"We were splendidly equipped," he maintained, "in very short order. We drew our rations and our guns from the Austrian transport trains. Soon wandering Polaks and Czechs joined us and we led a merry life. Often in Austrian uniforms we would descend into the garrisoned villages and, with false information, send the invaders into the mountains on wild-goose chases. Then we would kill the officers and men who remained behind and we would also kill the very few of our countrymen who were so traitorous as to do business with the invaders and make profits out of our misfortunes. Not many, but some of the women had been so shameless as to consort with the Austrians; in one village we found nine of these. These we marked for life, that is, we cut off their noses."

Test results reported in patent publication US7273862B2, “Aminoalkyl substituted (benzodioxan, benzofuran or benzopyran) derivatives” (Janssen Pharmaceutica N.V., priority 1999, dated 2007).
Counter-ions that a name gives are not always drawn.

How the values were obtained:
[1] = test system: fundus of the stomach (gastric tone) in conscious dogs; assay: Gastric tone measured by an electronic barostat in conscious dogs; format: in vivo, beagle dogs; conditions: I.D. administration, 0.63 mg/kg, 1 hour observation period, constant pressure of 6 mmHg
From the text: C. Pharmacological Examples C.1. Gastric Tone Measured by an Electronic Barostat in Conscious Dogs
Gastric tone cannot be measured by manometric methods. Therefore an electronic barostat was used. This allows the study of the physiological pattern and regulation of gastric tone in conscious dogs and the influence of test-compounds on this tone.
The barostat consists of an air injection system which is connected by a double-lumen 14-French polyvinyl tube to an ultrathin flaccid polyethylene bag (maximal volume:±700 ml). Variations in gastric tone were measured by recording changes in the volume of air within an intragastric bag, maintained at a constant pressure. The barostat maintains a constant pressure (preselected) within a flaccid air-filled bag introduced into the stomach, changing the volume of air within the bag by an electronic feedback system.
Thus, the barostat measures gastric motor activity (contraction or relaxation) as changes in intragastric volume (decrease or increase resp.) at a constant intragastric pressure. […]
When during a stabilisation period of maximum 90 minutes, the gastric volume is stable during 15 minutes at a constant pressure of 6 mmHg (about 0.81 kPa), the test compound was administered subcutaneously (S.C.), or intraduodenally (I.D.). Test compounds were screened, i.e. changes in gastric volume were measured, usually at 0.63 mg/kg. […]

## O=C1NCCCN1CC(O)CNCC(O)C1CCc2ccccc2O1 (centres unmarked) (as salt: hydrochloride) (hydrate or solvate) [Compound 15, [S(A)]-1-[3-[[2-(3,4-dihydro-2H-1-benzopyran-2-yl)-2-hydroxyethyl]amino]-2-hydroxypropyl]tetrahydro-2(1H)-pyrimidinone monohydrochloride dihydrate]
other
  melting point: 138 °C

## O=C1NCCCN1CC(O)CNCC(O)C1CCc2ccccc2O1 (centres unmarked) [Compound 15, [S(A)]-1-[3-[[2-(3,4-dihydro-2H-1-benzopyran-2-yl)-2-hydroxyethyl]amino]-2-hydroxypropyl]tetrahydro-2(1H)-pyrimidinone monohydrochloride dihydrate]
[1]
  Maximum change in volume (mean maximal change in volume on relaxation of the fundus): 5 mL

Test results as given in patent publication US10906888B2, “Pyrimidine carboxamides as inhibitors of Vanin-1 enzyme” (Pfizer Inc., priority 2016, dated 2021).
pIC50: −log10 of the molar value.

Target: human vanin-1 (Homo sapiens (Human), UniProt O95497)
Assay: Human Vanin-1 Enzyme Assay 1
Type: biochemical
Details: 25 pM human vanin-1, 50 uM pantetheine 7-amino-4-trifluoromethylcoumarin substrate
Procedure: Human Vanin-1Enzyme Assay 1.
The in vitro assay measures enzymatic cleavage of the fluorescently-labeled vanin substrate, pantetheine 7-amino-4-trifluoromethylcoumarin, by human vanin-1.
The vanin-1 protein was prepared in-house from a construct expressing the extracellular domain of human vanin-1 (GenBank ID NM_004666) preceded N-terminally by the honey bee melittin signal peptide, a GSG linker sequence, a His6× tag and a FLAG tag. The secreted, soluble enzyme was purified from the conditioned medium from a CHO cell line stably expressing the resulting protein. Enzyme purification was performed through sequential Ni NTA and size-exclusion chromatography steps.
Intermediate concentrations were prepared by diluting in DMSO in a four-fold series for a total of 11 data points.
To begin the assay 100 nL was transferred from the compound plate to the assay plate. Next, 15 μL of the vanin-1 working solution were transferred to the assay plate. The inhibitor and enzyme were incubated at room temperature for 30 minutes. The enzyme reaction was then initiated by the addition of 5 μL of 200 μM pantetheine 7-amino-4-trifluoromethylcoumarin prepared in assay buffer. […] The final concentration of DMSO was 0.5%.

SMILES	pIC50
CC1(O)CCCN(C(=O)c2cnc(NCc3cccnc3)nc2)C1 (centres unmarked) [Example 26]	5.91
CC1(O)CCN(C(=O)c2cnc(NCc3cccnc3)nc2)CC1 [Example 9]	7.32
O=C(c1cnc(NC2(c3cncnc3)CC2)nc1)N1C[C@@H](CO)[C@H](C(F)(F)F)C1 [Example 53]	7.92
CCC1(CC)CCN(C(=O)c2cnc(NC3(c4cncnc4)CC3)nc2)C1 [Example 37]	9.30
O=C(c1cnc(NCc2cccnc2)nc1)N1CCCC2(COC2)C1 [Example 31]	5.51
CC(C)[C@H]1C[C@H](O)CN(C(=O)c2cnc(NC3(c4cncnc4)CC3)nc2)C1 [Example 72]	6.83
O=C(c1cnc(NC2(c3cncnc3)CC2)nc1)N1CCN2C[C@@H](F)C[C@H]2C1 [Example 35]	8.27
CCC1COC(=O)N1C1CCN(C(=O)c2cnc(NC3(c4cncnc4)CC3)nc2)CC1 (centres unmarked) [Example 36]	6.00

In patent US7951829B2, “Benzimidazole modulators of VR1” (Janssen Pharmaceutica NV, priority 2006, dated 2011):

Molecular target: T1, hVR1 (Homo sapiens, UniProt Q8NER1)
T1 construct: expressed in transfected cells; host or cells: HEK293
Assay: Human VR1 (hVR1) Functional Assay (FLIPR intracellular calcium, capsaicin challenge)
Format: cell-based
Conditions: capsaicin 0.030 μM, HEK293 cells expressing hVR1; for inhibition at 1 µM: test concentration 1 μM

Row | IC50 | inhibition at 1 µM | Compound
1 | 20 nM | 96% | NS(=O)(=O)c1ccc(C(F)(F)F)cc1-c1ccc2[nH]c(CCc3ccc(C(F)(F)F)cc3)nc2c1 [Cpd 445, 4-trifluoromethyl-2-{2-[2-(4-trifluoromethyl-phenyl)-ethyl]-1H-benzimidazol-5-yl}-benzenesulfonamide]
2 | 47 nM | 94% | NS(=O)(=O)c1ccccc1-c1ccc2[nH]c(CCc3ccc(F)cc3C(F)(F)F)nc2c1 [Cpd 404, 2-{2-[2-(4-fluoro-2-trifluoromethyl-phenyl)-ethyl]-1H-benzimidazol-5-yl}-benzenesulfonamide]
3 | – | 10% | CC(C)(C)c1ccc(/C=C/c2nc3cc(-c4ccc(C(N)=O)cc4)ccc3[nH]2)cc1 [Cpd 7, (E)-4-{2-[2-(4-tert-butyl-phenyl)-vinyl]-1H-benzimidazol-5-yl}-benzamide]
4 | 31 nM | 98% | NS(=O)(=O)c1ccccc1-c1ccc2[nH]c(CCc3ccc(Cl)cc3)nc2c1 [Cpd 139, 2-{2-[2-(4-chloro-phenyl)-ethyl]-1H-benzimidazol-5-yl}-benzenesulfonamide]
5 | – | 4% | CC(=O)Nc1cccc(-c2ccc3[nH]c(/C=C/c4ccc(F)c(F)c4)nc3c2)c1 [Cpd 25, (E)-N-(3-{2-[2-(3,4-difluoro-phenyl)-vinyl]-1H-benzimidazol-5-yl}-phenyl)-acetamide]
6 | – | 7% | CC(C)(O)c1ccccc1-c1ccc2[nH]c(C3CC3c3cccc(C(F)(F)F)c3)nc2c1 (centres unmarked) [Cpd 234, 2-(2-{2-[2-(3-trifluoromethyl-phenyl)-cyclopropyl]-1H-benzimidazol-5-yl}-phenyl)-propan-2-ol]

The young bloodhound was particularly bitter against Serbs; indeed, he thought well of the Albanians who had harassed the retreat of the shattered Serbian forces on their march to the sea. "The worst of it is," he continued, "the fact that many of them [Serbs] are our blood brothers. Take the Mirdites, for instance, that infamous Albanian clan; they are really Serbs or Bosniaks who flinched and fled to the highlands while we held our ground against the Turks.

"When I return home I shall devote my life to exterminating these robbers and murderers who disgrace the Serb blood that flows in their veins. They are men who will kill their blood brothers for a pair of shoes."

I left the young barbarian with gloomy forebodings as to the nature of the peace we are bringing to the Balkans. There the melting pot will boil over with gore before the hostile tribesmen settle down again to the workaday world that awaits them if any of them survive.

January 6, 1919